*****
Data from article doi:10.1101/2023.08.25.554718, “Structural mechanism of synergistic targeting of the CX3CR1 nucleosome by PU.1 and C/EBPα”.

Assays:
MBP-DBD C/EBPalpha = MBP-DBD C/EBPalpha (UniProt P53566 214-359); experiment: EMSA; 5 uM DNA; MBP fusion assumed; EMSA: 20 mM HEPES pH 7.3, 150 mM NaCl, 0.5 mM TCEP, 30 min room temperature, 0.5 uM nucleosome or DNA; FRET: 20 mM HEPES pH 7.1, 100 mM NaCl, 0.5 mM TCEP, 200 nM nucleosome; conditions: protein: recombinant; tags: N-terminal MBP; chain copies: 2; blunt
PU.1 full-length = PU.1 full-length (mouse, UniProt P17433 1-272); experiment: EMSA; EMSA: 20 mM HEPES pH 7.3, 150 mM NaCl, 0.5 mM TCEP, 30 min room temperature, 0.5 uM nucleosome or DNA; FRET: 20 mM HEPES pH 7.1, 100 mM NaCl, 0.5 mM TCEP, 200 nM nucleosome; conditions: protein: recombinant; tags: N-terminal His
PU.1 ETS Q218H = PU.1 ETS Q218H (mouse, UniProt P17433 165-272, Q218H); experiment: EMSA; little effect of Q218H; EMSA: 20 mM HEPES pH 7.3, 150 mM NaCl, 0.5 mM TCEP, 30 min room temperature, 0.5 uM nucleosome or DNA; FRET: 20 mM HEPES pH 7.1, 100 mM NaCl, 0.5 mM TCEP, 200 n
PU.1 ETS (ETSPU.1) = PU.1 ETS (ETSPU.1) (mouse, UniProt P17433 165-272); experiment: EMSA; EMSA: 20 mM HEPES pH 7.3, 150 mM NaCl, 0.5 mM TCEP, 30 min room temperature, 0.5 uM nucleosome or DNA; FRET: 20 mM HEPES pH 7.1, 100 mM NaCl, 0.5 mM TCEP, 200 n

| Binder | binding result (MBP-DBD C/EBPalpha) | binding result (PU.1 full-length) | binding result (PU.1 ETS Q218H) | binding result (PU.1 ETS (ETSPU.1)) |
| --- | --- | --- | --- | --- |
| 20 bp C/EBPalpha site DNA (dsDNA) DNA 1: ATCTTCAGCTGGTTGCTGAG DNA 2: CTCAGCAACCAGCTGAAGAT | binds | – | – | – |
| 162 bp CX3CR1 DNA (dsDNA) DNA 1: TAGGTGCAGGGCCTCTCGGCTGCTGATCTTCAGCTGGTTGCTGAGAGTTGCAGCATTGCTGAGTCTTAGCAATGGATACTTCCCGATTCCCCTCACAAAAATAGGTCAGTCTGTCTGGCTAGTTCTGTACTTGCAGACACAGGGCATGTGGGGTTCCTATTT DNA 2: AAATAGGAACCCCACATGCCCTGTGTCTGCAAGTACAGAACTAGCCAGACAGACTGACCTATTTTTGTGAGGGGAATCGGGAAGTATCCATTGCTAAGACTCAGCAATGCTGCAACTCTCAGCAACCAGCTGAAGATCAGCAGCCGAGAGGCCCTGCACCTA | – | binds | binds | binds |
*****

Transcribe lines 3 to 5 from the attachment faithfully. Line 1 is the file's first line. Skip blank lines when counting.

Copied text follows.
MBP-DBD C/EBPalpha = MBP-DBD C/EBPalpha (UniProt P53566 214-359); experiment: EMSA; 5 uM DNA; MBP fusion assumed; EMSA: 20 mM HEPES pH 7.3, 150 mM NaCl, 0.5 mM TCEP, 30 min room temperature, 0.5 uM nucleosome or DNA; FRET: 20 mM HEPES pH 7.1, 100 mM NaCl, 0.5 mM TCEP, 200 nM nucleosome; conditions: protein: recombinant; tags: N-terminal MBP; chain copies: 2; blunt
PU.1 full-length = PU.1 full-length (mouse, UniProt P17433 1-272); experiment: EMSA; EMSA: 20 mM HEPES pH 7.3, 150 mM NaCl, 0.5 mM TCEP, 30 min room temperature, 0.5 uM nucleosome or DNA; FRET: 20 mM HEPES pH 7.1, 100 mM NaCl, 0.5 mM TCEP, 200 nM nucleosome; conditions: protein: recombinant; tags: N-terminal His
PU.1 ETS Q218H = PU.1 ETS Q218H (mouse, UniProt P17433 165-272, Q218H); experiment: EMSA; little effect of Q218H; EMSA: 20 mM HEPES pH 7.3, 150 mM NaCl, 0.5 mM TCEP, 30 min room temperature, 0.5 uM nucleosome or DNA; FRET: 20 mM HEPES pH 7.1, 100 mM NaCl, 0.5 mM TCEP, 200 n